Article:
Another study has bolstered the idea that shortened telomeres—the tiny caps protecting the ends of DNA strands—can lead to increased risk of heart attack and premature death. The large-scale, long-term Danish study released today shows a direct link between telomere length and these increased risks.
The study followed almost 20,000 Danes who were participating in the Copenhagen General Population Study. It measured each individual’s telomere length from DNA samples and recorded the changes over time, with some participants being followed for up to 19 years. The researchers also recorded the incidence of myocardial infarction, ischemic heart disease and death.
"The risk of heart attack or early death is present whether your telomeres are shortened due to lifestyle or due to high age," says Clinical Professor of Genetic Epidemiology Borge Nordestgaard from the Faculty of Health and Medical Sciences at the University of Copenhagen. Professor Nordestgaard is also a chief physician at Copenhagen University Hospital, where he and colleagues conduct large scale studies of groups of tens of thousands of Danes over several decades.
The study found that one in four Danes had telomeres that were short for their chronological age. The shortened telomeres increased the risk of heart attack by 50 percent and early death risk by 25 percent.
Why telomeres shorten
Telomeres can shorten for a variety of reasons. It has been known for years that telomeres shorten with age—in fact, three American researchers won the 2009 Nobel Prize in Medicine for their work on telomeres and aging. The Danish study confirmed this, showing a linear decline in length with age. The study also confirmed something that comes as no surprise: Smoking and obesity aren’t good for your telomere length, either.
“We have now shown, as has been speculated, that the increased risk is directly related to the shortening of the protective telomeres—so you can say that smoking and obesity ages the body on a cellular level, just as surely as the passing of time," Nordestgaard said.
Telomeres are sequences of amino acids that are attached to the end of individual strands of DNA and protect the genetic information contained in the strands during cellular division. When the telomeres erode away to nothing, cellular division stops, and the cell becomes decrepit. Too many decrepit cells and—well, you get the picture.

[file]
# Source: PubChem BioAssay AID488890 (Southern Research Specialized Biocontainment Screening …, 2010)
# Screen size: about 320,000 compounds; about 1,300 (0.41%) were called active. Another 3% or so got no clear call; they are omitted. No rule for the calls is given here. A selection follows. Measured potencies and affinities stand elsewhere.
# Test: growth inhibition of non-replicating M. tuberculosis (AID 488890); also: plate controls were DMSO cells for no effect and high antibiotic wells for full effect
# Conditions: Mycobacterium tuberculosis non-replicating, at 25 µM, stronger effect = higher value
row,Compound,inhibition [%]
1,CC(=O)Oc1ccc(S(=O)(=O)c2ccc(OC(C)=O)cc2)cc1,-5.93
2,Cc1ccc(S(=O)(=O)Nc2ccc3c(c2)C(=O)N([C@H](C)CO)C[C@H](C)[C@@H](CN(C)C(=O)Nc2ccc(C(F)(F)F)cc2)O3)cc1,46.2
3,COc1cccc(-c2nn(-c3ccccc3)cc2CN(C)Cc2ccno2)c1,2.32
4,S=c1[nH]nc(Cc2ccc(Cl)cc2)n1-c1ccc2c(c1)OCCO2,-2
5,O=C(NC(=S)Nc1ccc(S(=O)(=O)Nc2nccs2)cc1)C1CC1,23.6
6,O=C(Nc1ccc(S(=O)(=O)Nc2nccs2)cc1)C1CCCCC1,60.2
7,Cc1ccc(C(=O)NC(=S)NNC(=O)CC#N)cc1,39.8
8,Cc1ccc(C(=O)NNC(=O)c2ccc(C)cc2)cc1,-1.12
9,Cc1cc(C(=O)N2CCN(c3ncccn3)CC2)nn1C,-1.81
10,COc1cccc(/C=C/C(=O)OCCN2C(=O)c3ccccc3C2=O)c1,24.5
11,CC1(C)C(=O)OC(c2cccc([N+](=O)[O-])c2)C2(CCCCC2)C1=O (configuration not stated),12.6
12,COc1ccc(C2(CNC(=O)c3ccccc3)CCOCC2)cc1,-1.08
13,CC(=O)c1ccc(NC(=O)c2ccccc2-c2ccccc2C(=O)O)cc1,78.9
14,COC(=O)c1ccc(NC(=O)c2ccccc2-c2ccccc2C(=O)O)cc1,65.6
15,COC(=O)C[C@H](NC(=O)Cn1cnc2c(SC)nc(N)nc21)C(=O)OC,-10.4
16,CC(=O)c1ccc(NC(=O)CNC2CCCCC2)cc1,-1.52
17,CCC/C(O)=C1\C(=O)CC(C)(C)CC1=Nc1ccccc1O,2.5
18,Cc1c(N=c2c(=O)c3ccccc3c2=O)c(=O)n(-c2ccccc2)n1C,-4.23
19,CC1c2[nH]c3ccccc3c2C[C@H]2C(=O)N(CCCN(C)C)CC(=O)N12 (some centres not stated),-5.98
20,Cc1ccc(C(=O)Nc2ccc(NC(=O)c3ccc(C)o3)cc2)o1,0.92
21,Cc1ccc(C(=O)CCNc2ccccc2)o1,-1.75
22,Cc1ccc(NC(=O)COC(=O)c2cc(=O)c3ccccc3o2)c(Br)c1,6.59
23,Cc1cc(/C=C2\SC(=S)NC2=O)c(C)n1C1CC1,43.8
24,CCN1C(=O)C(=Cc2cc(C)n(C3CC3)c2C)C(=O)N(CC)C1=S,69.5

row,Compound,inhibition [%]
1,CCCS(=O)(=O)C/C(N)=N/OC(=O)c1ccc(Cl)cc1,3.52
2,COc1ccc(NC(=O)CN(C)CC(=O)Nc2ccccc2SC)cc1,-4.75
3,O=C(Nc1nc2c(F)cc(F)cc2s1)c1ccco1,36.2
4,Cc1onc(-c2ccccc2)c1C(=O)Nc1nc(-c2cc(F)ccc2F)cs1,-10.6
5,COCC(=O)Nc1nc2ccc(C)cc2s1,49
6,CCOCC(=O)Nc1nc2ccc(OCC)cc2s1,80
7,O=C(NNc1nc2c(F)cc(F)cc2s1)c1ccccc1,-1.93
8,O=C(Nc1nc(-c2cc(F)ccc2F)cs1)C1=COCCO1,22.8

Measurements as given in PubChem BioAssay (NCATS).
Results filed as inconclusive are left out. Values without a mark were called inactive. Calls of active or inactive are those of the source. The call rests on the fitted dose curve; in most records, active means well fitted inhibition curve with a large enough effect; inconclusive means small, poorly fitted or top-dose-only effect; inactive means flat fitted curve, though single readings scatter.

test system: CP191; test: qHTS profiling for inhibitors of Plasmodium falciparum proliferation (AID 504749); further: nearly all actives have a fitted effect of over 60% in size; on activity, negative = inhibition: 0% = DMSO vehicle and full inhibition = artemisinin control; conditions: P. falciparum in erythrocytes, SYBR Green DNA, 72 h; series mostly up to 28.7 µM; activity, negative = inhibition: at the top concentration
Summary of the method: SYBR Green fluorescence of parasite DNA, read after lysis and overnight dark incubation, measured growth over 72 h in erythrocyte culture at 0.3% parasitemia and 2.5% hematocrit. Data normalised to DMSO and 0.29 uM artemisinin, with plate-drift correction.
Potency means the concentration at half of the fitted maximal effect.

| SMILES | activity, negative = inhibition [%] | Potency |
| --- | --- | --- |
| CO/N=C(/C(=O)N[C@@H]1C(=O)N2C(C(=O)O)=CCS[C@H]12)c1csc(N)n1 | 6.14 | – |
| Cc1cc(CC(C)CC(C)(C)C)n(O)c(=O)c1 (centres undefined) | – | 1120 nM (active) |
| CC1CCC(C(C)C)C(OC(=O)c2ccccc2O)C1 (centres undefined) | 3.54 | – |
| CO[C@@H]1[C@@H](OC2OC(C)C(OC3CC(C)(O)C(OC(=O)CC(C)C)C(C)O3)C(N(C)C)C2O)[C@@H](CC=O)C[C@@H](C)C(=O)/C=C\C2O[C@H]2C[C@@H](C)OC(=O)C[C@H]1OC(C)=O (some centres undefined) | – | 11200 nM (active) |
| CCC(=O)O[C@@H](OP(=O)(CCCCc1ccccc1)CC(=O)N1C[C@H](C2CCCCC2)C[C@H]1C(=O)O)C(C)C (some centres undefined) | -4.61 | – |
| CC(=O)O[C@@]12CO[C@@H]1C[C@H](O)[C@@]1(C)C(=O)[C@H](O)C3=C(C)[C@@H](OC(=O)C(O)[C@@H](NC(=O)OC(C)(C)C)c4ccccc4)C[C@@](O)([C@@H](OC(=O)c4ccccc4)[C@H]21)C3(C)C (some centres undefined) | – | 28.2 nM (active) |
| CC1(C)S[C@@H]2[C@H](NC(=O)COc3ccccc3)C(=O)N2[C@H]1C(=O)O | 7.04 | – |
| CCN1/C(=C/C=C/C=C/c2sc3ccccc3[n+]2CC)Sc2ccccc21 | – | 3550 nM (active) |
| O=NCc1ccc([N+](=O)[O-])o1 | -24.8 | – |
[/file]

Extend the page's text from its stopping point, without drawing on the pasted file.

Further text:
"Future studies will have to reveal the actual molecular mechanism by which the short telomere length causes heart attacks," Nordestgaard said. "Does one cause the other or is the telomere length and the coronary event both indicative of a third—yet unknown—mechanism?"
Norgestgaard said the news could open up the possibility of blood tests to assess a patient’s cellular age, giving physicians baseline information about a patient’s year-over-year health status.
Top anti-aging ingredients for healthy telomeres
The Danish study confirms in a powerful way what has been suspected for a while: If you can find a way to protect your telomeres, you can slow the process of cellular aging, and maintain a vibrant body for longer. Sixty could really be the new 30. The million-dollar question is, of course, how?
A hint is given in the parameters put forth by a new, long-term (1 year) telomere study to be conducted in the San Francisco Bay area by a group called Telome Health. Along with the usual caveats for participants—you can’t already be sick, you can’t be taking prescribed medication, etc.—there was this: You can’t be taking 1 gram or more of fish oil per day, and you can’t be taking more than three supplements on a regular basis. If these interventions with natural products weren’t having enough of a positive effect to skew the results of the study, why would the researchers specifically exclude them?
Marine-source omega-3s have been shown to be a major weapon in the fight to keep telomeres intact. William S. Harris, PhD, is an expert on omega-3s who will speak on the subject on March 7 at Nutracon in Anaheim, Calif. Harris is the director of the Cardiovascular Research Center at Stanford University and is the developer of the Omega-3 Index, giving researchers a baseline to work from.
Harris was one of the authors of a five-year study published by the Journal of the American Medical Association in 2010 on omega-3s and their effect on telomeres. Their conclusion: Among this cohort of patients with coronary heart disease, the higher the blood level of marine omega-3 fatty acids, the slower the rate of telomere shortening.
So, take your fish oil (or krill). Check. What else?
Vitamins C, E and D
Vitamins C and E were associated with longer telomeres in a 2009 paper published in the American Journal of Clinical Nutrition. An even stronger case was made for vitamin D in a 2007 article in the same journal. In that case, researchers quantified the difference: People with high vitamin D levels were judged to be five years younger on a cellular age basis than their low vitamin D counterparts.
Another natural product associated with healthy aging is resveratrol, which upregulates the sirtuin 1 protein that has been linked to telomere biology and global DNA repair. Nutrition Business Journal just gave its 2011 science award to DSM Nutritional Products for its resVida-brand resveratrol ingredient. DSM recently completed a study conducted by the Washington University School of Medicine on resVida and its effects on cardiovascular and metabolic health.